The Obama administration received multiple warnings from national security officials between 2014 and 2016 that the Kremlin was ramping up its intelligence operations and building disinformation networks it could use to disrupt the U.S. political system, according to more than half a dozen current and former officials. As early as 2014, the administration received a report that quoted a well-connected Russian source as saying that the Kremlin was building a disinformation arm that could be used to interfere in Western democracies. The report, according to an official familiar with it, included a quote from the Russian source telling U.S. officials in Moscow, "You have no idea how extensive these networks are in Europe ... and in the U.S., Russia has penetrated media organizations, lobbying firms, political parties, governments and militaries in all of these places."
...[Some in] the national security community say an overly cautious Obama White House could have done more both during the campaign and in the previous months and years to alert Russia that it was aware of its intentions to subvert the U.S. democracy — along with those of some other Western countries — and would retaliate forcefully at the first sign of Russian interference. POLITICO spoke with more than a dozen current and former officials from across the national security spectrum, including intelligence agencies, the State Department and the Pentagon. Almost all said they were aware of Russia’s aggressive cyberespionage and disinformation campaigns — especially after the dramatic Russian attempt to hack Ukrainian elections in 2014 — but felt that either the White House or key agencies were unwilling to act forcefully to counter the Russian actions.
Russia's interference occurred on Obama's watch, and here we have a sizable group of national security professionals assessing that the previous administration didn't confront the problem with sufficient seriousness. Why not? Was Obama still wrapped up in a 'Russia-is-no-biggie' mentality, which formed the basis for his dismissive ridicule of Mitt Romney's more realistic view of Putin's threat? Was he still clinging to the failed "reset," of which Hillary Clinton was the chief architect? Or did he just arrogantly assume -- especially during the campaign -- that Democrats would retain the White House, so poking the Russian bear wasn't worth it? Especially when there were other priorities at hand:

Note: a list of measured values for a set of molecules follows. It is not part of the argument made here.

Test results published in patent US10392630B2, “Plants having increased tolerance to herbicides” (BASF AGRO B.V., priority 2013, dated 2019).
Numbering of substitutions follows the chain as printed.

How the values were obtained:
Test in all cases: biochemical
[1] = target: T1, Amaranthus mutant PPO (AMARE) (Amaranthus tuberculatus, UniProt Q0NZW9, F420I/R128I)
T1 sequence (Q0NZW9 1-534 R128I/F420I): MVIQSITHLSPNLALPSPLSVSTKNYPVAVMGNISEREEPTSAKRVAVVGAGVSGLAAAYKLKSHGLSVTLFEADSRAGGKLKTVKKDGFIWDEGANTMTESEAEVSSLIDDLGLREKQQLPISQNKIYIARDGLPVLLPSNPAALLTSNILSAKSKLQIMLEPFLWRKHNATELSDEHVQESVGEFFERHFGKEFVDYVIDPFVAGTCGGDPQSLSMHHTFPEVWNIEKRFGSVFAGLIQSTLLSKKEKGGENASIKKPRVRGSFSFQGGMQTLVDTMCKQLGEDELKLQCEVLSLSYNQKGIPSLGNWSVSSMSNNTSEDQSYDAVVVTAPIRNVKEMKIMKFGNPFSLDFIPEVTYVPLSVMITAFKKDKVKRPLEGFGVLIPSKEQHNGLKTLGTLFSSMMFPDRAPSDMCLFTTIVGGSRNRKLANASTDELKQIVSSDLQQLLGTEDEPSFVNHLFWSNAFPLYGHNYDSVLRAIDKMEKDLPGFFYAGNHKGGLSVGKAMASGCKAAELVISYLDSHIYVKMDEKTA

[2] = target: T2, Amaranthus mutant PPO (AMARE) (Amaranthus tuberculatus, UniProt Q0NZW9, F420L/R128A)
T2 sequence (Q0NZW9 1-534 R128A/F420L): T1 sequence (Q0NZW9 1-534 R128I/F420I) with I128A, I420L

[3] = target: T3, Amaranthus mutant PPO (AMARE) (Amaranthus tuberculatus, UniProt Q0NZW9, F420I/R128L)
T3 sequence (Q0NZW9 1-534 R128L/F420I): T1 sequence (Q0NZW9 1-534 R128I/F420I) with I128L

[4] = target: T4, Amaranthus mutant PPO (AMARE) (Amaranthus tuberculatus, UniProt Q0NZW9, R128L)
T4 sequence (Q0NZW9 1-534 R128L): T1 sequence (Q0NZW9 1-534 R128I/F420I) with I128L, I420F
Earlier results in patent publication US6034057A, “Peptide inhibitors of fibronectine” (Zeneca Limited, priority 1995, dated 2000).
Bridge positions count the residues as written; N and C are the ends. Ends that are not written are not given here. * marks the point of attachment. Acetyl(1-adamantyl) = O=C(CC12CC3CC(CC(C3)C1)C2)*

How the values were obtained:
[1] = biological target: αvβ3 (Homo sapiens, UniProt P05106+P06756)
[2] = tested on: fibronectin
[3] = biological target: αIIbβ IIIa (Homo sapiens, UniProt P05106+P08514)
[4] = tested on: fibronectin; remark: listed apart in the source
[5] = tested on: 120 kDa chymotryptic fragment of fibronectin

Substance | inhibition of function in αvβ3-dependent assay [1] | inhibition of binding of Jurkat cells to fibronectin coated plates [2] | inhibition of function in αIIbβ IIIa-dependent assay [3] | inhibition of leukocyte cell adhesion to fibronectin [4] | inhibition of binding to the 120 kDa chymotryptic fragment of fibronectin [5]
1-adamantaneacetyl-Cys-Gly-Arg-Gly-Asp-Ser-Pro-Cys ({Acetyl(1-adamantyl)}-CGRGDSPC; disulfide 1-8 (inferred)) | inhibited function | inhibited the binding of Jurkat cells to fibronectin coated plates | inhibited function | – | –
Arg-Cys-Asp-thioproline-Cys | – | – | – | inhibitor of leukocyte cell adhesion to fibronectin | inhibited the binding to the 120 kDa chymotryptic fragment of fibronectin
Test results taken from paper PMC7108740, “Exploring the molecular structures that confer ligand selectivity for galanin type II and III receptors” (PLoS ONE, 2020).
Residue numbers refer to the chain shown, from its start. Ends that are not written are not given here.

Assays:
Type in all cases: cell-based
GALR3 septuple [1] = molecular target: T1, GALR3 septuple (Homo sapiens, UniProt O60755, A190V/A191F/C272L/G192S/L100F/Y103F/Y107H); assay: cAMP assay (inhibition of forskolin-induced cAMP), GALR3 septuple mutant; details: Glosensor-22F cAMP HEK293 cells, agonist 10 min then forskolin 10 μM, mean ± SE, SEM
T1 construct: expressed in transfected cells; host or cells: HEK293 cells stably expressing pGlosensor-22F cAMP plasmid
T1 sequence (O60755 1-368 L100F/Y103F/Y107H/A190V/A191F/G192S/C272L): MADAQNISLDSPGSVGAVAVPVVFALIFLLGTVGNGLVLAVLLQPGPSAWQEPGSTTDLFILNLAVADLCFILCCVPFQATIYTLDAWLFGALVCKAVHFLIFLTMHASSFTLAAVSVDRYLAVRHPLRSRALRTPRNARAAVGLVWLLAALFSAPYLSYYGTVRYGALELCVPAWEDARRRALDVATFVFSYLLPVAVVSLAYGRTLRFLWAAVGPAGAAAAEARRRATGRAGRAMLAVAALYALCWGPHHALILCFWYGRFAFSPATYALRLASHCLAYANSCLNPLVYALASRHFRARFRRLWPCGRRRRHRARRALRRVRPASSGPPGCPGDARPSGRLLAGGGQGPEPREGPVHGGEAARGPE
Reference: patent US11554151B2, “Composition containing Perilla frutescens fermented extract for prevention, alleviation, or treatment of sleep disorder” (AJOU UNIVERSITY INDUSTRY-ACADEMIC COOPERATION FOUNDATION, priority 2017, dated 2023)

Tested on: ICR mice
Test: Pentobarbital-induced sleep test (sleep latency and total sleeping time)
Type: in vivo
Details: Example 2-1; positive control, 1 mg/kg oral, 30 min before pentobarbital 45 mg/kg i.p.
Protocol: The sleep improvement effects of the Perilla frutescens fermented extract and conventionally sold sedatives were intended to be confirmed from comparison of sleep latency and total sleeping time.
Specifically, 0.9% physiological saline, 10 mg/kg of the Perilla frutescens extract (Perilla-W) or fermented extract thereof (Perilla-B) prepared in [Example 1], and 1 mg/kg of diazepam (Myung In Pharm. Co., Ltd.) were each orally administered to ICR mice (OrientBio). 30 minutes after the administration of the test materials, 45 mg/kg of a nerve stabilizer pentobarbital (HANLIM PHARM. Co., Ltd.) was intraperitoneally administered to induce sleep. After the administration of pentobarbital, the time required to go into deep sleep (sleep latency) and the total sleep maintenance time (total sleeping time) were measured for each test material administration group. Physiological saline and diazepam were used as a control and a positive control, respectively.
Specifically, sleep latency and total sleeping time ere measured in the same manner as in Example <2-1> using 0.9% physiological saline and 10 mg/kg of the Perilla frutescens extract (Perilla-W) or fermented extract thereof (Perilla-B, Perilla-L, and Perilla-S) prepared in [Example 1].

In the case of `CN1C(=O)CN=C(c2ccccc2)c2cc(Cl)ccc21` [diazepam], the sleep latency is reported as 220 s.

"The truth is, nobody wanted to piss off the Russians." Why? Big piece of the story, missing from this article: P5+1 negotiations with Iran. https://t.co/3pL2Vs2I8i— John Tabin (@johntabin) August 14, 2017
Obama was legacy-building with his awful nuclear deal with Tehran throughout his second term (his administration lied about the timetable), and he desperately needed Russia's cooperation (more so than he needed Congress'). Is it hard to envision Team Smart Power being willing to let some cyber warfare slide in order to keep Vlad onside vis-a-vis Iran? No, its not at all. Regardless, this story's analysis sure makes it sound like Democrats only became super concerned about Russian malfeasance after they were casting about for post-defeat scapegoats. I should add that neither of the stories quoted in this piece offer dispositive proof or vindication that means this controversy is closed. But they cut against the very loud drumbeat of Russia stories that have dominated the media for months, and ignoring them would be dishonest.